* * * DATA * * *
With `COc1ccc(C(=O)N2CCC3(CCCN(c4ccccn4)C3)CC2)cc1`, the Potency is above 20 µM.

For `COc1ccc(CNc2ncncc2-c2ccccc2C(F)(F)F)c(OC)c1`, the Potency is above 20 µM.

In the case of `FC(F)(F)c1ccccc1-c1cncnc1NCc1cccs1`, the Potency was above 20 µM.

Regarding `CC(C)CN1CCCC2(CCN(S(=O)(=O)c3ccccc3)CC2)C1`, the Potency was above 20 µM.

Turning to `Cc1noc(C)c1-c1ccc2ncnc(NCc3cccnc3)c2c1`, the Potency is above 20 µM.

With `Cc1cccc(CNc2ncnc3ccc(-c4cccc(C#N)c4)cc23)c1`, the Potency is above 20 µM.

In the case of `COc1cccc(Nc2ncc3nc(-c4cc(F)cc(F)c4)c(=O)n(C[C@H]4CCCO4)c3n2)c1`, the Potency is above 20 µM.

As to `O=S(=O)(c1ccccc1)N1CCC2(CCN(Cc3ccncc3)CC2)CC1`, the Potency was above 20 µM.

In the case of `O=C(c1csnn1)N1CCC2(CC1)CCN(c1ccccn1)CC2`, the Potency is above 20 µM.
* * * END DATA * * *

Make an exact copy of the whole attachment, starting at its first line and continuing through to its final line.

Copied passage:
With `COc1ccc(C(=O)N2CCC3(CCCN(c4ccccn4)C3)CC2)cc1`, the Potency is above 20 µM.

For `COc1ccc(CNc2ncncc2-c2ccccc2C(F)(F)F)c(OC)c1`, the Potency is above 20 µM.

In the case of `FC(F)(F)c1ccccc1-c1cncnc1NCc1cccs1`, the Potency was above 20 µM.

Regarding `CC(C)CN1CCCC2(CCN(S(=O)(=O)c3ccccc3)CC2)C1`, the Potency was above 20 µM.

Turning to `Cc1noc(C)c1-c1ccc2ncnc(NCc3cccnc3)c2c1`, the Potency is above 20 µM.

With `Cc1cccc(CNc2ncnc3ccc(-c4cccc(C#N)c4)cc23)c1`, the Potency is above 20 µM.

In the case of `COc1cccc(Nc2ncc3nc(-c4cc(F)cc(F)c4)c(=O)n(C[C@H]4CCCO4)c3n2)c1`, the Potency is above 20 µM.

As to `O=S(=O)(c1ccccc1)N1CCC2(CCN(Cc3ccncc3)CC2)CC1`, the Potency was above 20 µM.

In the case of `O=C(c1csnn1)N1CCC2(CC1)CCN(c1ccccn1)CC2`, the Potency is above 20 µM.